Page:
In 1988 Geraldine Weiss, renowned as ‘The Dividend Detective,’ wrote the classic ‘Dividends Don’t Lie’, which centralized on the Dividend-Yield Theory as a method of mastering Value Investing. According to her, dividends determine the actual value of a blue-chip company. She disagreed with the theory of valuing a company based on its P/E (earnings) because earnings can be manipulated. Finally, she concluded that a dividend given by a blue-chip company, i.e., the dividend yield of a blue-chip company, is an accurate recognition of the company’s value. The Weiss Blue-Chip Dividend Yield Screen entails screening publicly available data on several stocks using predetermined criteria. This enables individuals to filter out all those blue-chip companies who regularly provide dividends and meet the requirements/parameters of the screen.
Understanding the needs of an investor who wants to invest in blue-chip stocks, MarketXLS has provided a ready-to-use Wiess Blue-Chip Dividend Yield Screen for facilitating all those investors who wish to invest their money in blue-chip stocks.
But before going straight to the template, let’s understand a couple of basic terminologies.
What are Blue-Chip Stocks?
Blue-chip stocks are the stocks of large, financially sound companies having an exceptional reputation. These companies are one of the industry leaders of their industry. They are large-cap stocks having market capitalization in billions. Most of these stocks are a dream of many investors. The term blue chip is supposedly derived from poker, in which blue chips are the most expensive chips.
Some of the examples of these stocks would include Alphabet, Amazon & Apple.
What is Dividend Yield?
The dividend yield is a financial ratio that expresses a company’s value based on the declaration of dividend by it. It is a widely used ratio in the stock market by investors.
It shows how much dividend per share a company pays to its investors each year in relation to its stock price.
Formula: Dividend per share/Price at which the stock is trading
The Parameters of the Screen
She was famous for using the dividend yield as a valuation metric by indicating a strong relationship between a company’s ability to pay dividends over time and its performance. Hence the Weiss Dividend Yield Screen helps in showing the past dividend history, growth, and EPS growth of the stock. There are specific parameters that a stock has to meet.
The screen focusses on four criteria: Growth, Quality, Financial Strength and Sentiment
Let us have a look at those parameters:
• Dividend increased for 5 out of the last 12 years (Growth)
• At least 5 million outstanding shares (Sentiment)
• EPS Increases for 7 out of the previous 12 years (Growth)
• Dividend Paid out for the last 25 years (Quality)
• S&P rating of at least “A” (Sentiment)
• A current ratio of more than 2.0 (Financial Strength)
• Debt to Equity Ratio of Less than 0.5 (Financial Strength)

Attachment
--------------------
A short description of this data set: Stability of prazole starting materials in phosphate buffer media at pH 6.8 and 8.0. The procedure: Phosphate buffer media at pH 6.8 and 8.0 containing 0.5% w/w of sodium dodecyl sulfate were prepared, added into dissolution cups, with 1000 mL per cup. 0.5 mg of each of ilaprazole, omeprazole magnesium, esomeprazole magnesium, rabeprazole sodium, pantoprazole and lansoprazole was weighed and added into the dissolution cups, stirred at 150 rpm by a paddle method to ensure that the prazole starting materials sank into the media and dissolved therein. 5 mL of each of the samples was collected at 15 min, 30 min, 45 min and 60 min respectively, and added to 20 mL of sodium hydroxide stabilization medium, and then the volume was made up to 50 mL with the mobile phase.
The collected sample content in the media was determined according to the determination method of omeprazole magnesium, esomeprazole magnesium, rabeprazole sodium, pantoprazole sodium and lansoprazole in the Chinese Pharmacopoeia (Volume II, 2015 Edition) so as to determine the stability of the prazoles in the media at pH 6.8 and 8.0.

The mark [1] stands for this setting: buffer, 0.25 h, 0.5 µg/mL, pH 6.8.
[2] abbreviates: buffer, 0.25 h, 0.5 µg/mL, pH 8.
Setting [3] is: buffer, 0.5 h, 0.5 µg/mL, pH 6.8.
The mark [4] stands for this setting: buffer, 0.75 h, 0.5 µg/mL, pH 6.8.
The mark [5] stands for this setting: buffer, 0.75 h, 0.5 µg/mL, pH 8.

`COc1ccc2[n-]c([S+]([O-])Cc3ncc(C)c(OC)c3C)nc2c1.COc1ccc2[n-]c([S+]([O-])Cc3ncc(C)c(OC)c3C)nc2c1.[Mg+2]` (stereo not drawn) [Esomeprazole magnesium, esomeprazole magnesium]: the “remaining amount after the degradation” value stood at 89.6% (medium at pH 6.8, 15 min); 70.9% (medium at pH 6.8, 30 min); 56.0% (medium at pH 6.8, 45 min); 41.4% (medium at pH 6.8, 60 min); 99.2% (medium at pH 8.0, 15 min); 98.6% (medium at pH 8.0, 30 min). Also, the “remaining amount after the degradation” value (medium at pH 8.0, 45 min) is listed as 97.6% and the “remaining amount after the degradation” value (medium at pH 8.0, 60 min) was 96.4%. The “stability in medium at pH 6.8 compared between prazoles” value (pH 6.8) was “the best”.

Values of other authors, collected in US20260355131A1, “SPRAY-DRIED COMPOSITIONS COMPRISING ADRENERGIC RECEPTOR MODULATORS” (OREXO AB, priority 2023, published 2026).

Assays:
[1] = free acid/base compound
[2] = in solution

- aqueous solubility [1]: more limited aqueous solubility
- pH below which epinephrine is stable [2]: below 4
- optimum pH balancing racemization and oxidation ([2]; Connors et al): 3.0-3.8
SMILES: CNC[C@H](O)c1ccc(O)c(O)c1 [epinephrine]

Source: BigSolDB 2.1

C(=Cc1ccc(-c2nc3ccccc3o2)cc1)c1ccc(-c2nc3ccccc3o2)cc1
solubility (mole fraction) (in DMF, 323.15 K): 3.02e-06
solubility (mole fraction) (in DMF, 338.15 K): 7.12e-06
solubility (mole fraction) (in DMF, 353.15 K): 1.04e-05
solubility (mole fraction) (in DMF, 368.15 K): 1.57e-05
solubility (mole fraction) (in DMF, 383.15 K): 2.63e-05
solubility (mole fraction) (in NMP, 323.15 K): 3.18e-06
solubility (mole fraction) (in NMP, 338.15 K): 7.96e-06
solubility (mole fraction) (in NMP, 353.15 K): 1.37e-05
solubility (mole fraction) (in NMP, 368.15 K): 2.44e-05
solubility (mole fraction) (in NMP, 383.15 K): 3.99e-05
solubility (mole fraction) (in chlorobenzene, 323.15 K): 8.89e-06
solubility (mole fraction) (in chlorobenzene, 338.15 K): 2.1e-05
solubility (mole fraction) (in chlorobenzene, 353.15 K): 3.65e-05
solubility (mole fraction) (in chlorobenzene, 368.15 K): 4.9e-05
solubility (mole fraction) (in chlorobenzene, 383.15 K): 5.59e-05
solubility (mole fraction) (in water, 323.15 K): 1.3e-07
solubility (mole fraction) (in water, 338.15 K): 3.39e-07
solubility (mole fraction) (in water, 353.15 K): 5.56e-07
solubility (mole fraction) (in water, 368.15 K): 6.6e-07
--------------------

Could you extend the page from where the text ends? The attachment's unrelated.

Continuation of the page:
• Dividend Payout Ratio of less than 50% (Financial Strength)
Weiss Blue-Chip Dividend Yield Screen in MarketXLS
MarketXLS has a ready template for this screen using which you can identify those blue-chip stocks that meet the screen parameters and have the potential to see growth in the future.
The software explains the screen and the fundamentals required for a stock to meet the Blue-chip Dividend Yield Screen criteria. It consists of various complex functions.
How To Use The Template?
The first sheet of the template, named ‘Introduction,’ contains all the information you require to use the screen.
In this sheet, you have to enter the stock ticker in cell E7, based on which other calculations will be made in the ‘Active Template’ sheet.
We have taken an example of the Apple Company.
The ‘Active Template’ sheet calculates and checks whether the stock ticker which you entered meets the criteria of the screen or not.
It enters the criteria check result in column ‘E’ based on the stock’s parameters.
In this example, Apple doesn’t meet the criteria of the Weiss Blue-Chip Dividend Yield Screen because of the following reasons:
• The stock has paid dividends only in 9 years out of the past 25 years. To meet the criteria, it should have paid dividends in the past 25 years.
• The current ratio of the ‘AAPL’ stock is 1.2, which is less than two. It should be above two to meet the criteria of the screen.
• Debt to Equity Ratio is greater than 0.5.
But there is a point to note; the screen will not enter the result of the parameter ‘S&P Ratings.’ The ‘S&P Ratings’ can be fetched from the link given in the template.
The Bottom Line
This template considers the Dividend growth, history, EPS, and a few other ratios to ascertain the growth and value in a stock. Weiss believes that dividend help to separate the speculators from the investor. Hence this template tracks the past 25 years of Dividend history of the stock and matches the stock’s EPS and dividend growth with the given parameters to know if it is suitable for investing.
Like every tool in the stock market has a limitation, this one also has. This strategy depends on past data and does not guarantee the continuity of the same results in the future.
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